IFEX member the Center for Media Freedom and Responsibility describes the similarity in tactics that have been adopted by Marcos and Duterte to undermine press and manipulate public opinion:
- Propaganda through government agencies and social media
- ABS-CBN shutdown (the country’s biggest media broadcaster)
- Attacks and threats against journalists
- Crony press, media selectivity
- Myth-making movies
Myanmar in brief: The latest updates
- Freelance journalist Htet Htet Khine was sentenced to three years in prison with hard labor after a court convicted her on charges of inciting hatred and violence against the armed forces in her reporting. She received another three-year prison sentence for being part of a banned media network and for “harboring” a journalist wanted by authorities. Htet Htet Khine, who has been in detention since August 2021, worked for BBC Media Action as a presenter from 2016 to 2020. Media groups, including BBC, have expressed alarm over her sentencing.
- Independent media organizations in Myanmar criticized the junta representation at the recent Dili Dialogue Forum in Timor-Leste. The junta-backed speaker on behalf of the Myanmar Press Council blamed the independent media for allegedly spreading disinformation about the country’s political situation, and deliberately ignored the suppression of media and the jailing of journalists since the 2021 coup.
- A landmark petition was filed in Jakarta asking Indonesia’s Constitutional Court to permit a case against the Myanmar junta for committing war crimes and genocide against the Rohingya Muslim population. It’s the first universal jurisdiction case against the junta in a member state of the Association of Southeast Asian Nations.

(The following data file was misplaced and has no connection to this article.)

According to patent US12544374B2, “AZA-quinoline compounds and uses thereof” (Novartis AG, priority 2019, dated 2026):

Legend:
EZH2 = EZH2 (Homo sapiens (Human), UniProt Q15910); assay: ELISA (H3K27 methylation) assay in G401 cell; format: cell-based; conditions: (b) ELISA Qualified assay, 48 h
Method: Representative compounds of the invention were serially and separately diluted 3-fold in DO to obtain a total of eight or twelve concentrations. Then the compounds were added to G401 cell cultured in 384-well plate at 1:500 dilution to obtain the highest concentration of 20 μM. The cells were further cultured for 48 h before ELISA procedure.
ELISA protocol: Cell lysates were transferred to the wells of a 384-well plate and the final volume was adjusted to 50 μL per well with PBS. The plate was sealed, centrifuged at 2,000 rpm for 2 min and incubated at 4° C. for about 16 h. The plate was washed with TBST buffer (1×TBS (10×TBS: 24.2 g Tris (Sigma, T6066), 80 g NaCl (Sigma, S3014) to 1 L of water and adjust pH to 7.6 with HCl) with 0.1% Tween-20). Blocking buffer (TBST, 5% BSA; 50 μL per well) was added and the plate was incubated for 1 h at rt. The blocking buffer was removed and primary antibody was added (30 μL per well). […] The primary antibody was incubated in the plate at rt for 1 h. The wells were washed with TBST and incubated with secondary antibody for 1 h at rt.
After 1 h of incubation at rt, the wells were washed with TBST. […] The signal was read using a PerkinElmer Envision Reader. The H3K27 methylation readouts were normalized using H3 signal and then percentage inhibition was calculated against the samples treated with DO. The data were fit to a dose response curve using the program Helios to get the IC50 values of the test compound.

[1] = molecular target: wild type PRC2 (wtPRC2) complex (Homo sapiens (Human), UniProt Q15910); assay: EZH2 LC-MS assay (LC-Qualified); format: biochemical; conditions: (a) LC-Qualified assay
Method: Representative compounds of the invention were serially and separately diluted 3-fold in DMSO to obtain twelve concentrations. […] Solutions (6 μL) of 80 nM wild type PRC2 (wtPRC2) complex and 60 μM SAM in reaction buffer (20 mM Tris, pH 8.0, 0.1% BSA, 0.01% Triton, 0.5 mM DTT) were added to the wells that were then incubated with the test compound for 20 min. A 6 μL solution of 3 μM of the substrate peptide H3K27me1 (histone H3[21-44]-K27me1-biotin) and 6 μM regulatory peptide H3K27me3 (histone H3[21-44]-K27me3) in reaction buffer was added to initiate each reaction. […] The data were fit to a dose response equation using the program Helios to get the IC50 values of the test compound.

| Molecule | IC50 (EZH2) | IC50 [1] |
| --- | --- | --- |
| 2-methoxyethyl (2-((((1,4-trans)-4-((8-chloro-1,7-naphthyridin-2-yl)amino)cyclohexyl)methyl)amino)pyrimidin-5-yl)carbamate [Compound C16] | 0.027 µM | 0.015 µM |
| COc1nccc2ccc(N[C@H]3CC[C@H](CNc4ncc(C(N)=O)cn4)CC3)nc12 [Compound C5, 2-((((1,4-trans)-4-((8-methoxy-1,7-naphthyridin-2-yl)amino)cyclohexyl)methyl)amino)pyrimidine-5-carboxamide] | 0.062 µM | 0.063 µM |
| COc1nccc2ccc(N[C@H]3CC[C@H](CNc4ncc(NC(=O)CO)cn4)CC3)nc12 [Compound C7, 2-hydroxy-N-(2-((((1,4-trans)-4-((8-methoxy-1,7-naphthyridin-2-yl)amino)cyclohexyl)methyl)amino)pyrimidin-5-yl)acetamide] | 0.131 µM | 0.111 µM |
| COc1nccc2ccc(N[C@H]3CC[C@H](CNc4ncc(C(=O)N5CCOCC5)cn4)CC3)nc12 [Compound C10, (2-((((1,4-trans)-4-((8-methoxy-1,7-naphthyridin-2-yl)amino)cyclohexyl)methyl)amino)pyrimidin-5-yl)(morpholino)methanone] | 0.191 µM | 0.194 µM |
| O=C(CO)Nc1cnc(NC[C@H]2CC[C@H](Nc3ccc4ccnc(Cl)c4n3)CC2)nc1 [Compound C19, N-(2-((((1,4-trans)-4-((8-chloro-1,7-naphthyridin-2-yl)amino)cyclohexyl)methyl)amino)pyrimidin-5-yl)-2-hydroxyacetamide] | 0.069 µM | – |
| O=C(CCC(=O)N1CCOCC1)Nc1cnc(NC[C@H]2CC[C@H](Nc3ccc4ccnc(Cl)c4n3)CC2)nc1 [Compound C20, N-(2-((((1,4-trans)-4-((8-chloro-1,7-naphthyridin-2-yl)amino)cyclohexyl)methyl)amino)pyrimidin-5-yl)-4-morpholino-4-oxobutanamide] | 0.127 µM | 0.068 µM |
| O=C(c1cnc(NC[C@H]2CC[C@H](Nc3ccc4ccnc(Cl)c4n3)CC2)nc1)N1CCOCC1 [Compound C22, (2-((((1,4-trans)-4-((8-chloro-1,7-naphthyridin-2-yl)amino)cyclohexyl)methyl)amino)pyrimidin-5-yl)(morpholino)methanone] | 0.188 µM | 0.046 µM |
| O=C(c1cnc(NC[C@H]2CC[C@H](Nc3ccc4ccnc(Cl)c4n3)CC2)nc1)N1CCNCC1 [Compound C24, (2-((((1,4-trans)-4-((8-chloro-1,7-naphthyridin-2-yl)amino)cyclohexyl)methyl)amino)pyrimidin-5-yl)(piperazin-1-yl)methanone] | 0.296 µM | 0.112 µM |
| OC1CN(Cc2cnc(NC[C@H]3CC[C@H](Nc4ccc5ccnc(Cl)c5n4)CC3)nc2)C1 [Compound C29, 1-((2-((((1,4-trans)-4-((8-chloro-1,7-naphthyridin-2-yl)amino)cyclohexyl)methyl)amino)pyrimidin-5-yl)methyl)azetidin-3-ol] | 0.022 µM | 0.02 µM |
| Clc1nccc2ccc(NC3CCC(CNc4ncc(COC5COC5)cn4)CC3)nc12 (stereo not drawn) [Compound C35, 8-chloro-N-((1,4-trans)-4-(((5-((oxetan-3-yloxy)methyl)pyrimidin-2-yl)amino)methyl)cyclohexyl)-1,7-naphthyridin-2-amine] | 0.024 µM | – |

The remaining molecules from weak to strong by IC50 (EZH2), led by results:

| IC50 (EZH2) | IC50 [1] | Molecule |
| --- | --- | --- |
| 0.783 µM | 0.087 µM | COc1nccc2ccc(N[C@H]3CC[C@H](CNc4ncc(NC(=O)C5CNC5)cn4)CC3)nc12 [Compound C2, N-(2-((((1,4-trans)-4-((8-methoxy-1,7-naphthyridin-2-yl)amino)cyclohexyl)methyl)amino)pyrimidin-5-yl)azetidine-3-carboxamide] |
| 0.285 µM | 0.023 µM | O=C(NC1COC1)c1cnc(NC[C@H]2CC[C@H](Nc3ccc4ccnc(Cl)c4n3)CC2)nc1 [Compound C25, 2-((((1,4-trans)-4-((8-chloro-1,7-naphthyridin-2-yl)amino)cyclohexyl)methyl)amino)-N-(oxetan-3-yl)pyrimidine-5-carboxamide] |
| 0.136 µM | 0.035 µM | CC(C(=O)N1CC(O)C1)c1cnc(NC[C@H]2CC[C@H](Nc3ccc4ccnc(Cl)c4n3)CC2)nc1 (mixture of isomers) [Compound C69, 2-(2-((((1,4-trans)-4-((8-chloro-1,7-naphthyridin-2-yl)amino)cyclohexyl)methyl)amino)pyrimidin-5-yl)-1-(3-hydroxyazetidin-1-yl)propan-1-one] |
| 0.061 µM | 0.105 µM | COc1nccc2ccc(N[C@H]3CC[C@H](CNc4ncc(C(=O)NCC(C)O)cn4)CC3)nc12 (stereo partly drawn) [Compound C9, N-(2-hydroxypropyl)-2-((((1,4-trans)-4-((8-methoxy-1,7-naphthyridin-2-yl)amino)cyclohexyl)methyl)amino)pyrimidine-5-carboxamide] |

- Digital Rights Monitor featured how the military authorities are using social media and messaging platforms like Facebook and Telegram to spread hate speech against religious minorities in the country. Pro-junta groups also target critics and human rights defenders by sharing their personal information in these platforms. Tech companies have been called out to address the misuse and abuse of their platforms.
Pakistan’s flood, women’s health care, and the importance of internet access during crises
A devastating flood has affected 30 million people in Pakistan, underscoring the need for urgent global climate action. Human Rights Watch is concerned about the impact of the disaster on women’s health care and has appealed for the delivery of reproductive health services in flood-affected towns.
Ensuring the free flow of information is essential in providing timely assistance to communities. Nighat Dad and Shmyla Khan of IFEX member Digital Rights Foundation have written about about the grave consequences of internet shutdowns during crisis moments.
“As the country grapples with the possibility of regular climate-induced disasters and an upcoming general election fraught with deep political fissures, it is worth asking whether we are comfortable with the prospect of internet shutdowns compounding future crises.”